Meaning of “What a Wonderful World” by Louis Armstrong

Written By Michael Miller

Michael is a music teacher and professional cellist. He loves uncovering the deeper meaning of popular songs.

“What a Wonderful World” by Louis Armstrong is an ode to life’s simple beauties. The lyrics talk about the colors of the world, human connections, and the cycle of life, painting a picture of appreciation and wonder. Armstrong’s raspy voice and the song’s easy tempo make you slow down and actually see the “trees of green” and “red roses” in your life. The song is a nudge—a reminder—to look at the world through the lens of gratitude. Written during the turbulent times of the 1960s, it serves as an antidote to cynicism and despair.

Need a pick-me-up? Keep reading for an in-depth dive into why “What a Wonderful World” continues to touch our souls even decades after its release.

“What a Wonderful World” Lyrics Meaning

This classic starts with Armstrong observing natural elements. “I see trees of green, red roses too.” Right off the bat, it emphasizes the beauty of the natural world. The repetition of “I see” implies a focus, a mindfulness about the world that many of us often overlook.

Next, the lyrics go, “I see them bloom, for me and you.” This line is especially poignant. It suggests that the beauty of the world is not just a happenstance. It’s a gift, “for me and you.” It’s both personal and universal.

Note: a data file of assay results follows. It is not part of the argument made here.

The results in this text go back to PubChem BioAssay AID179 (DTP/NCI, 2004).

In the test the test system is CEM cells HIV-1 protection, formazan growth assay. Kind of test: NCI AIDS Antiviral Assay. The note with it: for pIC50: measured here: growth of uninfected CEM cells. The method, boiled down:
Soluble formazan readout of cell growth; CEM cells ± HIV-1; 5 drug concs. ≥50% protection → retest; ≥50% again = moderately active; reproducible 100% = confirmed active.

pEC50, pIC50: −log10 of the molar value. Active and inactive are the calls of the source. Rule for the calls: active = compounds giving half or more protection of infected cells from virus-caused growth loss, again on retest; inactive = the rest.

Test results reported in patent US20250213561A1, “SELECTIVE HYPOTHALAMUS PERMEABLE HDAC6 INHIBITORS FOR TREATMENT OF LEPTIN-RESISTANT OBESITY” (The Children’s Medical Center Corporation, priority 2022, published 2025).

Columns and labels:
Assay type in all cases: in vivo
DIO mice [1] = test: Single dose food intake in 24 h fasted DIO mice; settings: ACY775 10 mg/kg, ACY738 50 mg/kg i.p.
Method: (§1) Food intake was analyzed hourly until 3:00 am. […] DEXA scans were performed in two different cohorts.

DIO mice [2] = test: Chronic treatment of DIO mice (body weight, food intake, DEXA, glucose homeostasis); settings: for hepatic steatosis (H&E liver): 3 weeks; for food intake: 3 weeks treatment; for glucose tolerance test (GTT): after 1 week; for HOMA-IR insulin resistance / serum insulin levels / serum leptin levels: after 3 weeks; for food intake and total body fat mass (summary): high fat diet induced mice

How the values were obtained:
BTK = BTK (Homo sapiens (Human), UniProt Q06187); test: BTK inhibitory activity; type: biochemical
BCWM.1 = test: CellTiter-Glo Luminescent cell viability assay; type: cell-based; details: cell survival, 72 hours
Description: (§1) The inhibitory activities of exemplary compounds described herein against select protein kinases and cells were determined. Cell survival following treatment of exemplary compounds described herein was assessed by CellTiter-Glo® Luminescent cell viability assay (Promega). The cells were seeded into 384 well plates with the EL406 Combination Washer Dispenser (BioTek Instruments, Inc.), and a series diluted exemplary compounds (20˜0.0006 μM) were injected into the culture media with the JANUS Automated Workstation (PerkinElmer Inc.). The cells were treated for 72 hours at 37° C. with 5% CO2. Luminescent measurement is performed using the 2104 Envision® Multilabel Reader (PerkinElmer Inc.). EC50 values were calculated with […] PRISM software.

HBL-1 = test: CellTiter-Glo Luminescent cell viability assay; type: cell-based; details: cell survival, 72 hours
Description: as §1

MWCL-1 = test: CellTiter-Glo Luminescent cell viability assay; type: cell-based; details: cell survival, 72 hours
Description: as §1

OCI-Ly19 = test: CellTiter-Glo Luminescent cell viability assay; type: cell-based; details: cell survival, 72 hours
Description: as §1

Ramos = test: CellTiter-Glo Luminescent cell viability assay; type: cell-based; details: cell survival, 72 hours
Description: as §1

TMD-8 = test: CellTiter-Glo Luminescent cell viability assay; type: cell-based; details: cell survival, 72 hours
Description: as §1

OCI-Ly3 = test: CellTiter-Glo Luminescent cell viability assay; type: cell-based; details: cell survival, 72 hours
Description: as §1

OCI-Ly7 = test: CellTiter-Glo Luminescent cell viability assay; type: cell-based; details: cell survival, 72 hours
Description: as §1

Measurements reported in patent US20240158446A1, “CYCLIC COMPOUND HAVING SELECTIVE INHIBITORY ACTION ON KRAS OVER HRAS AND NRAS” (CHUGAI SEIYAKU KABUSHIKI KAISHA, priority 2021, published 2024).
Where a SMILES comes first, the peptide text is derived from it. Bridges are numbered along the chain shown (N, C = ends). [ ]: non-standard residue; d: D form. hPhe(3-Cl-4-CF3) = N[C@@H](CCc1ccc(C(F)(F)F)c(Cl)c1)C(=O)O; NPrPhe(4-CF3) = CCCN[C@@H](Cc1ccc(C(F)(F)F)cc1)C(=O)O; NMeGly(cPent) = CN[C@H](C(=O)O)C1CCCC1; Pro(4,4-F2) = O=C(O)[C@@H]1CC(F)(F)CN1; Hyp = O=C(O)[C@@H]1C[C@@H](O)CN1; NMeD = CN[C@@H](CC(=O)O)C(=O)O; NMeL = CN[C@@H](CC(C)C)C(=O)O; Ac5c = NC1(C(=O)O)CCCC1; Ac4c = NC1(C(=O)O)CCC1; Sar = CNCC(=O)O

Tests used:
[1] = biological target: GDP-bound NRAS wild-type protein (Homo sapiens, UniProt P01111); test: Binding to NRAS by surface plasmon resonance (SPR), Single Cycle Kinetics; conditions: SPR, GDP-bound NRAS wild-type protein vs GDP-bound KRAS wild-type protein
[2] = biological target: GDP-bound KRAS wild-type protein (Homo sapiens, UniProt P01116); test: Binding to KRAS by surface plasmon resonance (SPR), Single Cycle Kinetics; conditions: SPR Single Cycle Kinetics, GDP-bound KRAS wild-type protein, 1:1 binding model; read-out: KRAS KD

“And I think to myself, what a wonderful world.” This refrain is the song’s soul. It’s a pause, a moment of reflection, as if Armstrong is absorbing the beauty and bottling it up in those words.

Then, we move to the skies and clouds, “The bright blessed day, the dark sacred night.” Here, Armstrong finds divinity in both day and night. There’s no room for negativity. Even the dark is “sacred,” implying that everything has its place and value.

The song takes a social turn as Armstrong describes, “The colors of the rainbow, so pretty in the sky, are also on the faces of people going by.” This is an embrace of diversity and a nod to the intrinsic connection between the human race and the world we inhabit.

“I see friends shaking hands, saying ‘How do you do?’ They’re really saying, I love you.” This line adds another layer—deciphering the unspoken but understood language of human interaction. It’s about seeing past formalities, recognizing genuine emotion behind everyday exchanges.

The song wraps up with a focus on the continuum of life. “I hear babies cry, I watch them grow, they’ll learn much more than I’ll ever know.” This is Armstrong acknowledging that while he might not be around forever, the cycle of life and learning continues, and that in itself is “wonderful.”

Why Was “What a Wonderful World” Written?

The 1960s were a tumultuous time. Think civil rights movement, Vietnam War protests, and a world grappling with change. Louis Armstrong, the man with the golden trumpet and gravelly voice, decided to contribute something different—a sanctuary of optimism.

Bob Thiele and George David Weiss penned the song specifically for Armstrong. Why? Because they knew he could deliver this message like no one else. Armstrong was a prominent African-American artist breaking racial barriers during these trying times. His voice carried weight, yet it was filled with hope and love.

The song’s intent was to offer a counter-narrative to the prevalent societal cynicism. Armstrong’s take was not just a song but an emotional experience that encouraged listeners to find beauty and hope, even when the world seemed to be spiraling into chaos.